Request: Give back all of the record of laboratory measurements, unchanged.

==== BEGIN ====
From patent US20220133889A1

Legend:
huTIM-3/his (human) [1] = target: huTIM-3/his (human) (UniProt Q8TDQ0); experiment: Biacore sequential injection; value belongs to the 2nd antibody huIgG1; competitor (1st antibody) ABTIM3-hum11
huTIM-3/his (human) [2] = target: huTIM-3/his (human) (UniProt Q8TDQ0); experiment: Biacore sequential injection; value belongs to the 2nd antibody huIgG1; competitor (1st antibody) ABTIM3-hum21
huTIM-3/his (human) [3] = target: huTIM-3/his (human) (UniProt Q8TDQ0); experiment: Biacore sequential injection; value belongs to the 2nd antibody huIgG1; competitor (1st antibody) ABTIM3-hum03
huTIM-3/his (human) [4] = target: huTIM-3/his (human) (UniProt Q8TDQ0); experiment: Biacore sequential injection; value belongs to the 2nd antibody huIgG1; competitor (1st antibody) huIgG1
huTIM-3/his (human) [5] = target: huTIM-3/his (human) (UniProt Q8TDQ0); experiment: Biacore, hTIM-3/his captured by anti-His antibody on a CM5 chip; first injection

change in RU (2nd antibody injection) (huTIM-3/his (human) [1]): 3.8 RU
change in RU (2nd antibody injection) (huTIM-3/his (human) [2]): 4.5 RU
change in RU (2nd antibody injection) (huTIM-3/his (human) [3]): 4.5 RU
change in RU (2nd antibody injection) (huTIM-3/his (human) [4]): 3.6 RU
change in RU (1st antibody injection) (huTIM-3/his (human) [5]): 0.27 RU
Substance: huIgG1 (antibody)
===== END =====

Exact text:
From patent US20220133889A1

Legend:
huTIM-3/his (human) [1] = target: huTIM-3/his (human) (UniProt Q8TDQ0); experiment: Biacore sequential injection; value belongs to the 2nd antibody huIgG1; competitor (1st antibody) ABTIM3-hum11
huTIM-3/his (human) [2] = target: huTIM-3/his (human) (UniProt Q8TDQ0); experiment: Biacore sequential injection; value belongs to the 2nd antibody huIgG1; competitor (1st antibody) ABTIM3-hum21
huTIM-3/his (human) [3] = target: huTIM-3/his (human) (UniProt Q8TDQ0); experiment: Biacore sequential injection; value belongs to the 2nd antibody huIgG1; competitor (1st antibody) ABTIM3-hum03
huTIM-3/his (human) [4] = target: huTIM-3/his (human) (UniProt Q8TDQ0); experiment: Biacore sequential injection; value belongs to the 2nd antibody huIgG1; competitor (1st antibody) huIgG1
huTIM-3/his (human) [5] = target: huTIM-3/his (human) (UniProt Q8TDQ0); experiment: Biacore, hTIM-3/his captured by anti-His antibody on a CM5 chip; first injection

change in RU (2nd antibody injection) (huTIM-3/his (human) [1]): 3.8 RU
change in RU (2nd antibody injection) (huTIM-3/his (human) [2]): 4.5 RU
change in RU (2nd antibody injection) (huTIM-3/his (human) [3]): 4.5 RU
change in RU (2nd antibody injection) (huTIM-3/his (human) [4]): 3.6 RU
change in RU (1st antibody injection) (huTIM-3/his (human) [5]): 0.27 RU
Substance: huIgG1 (antibody)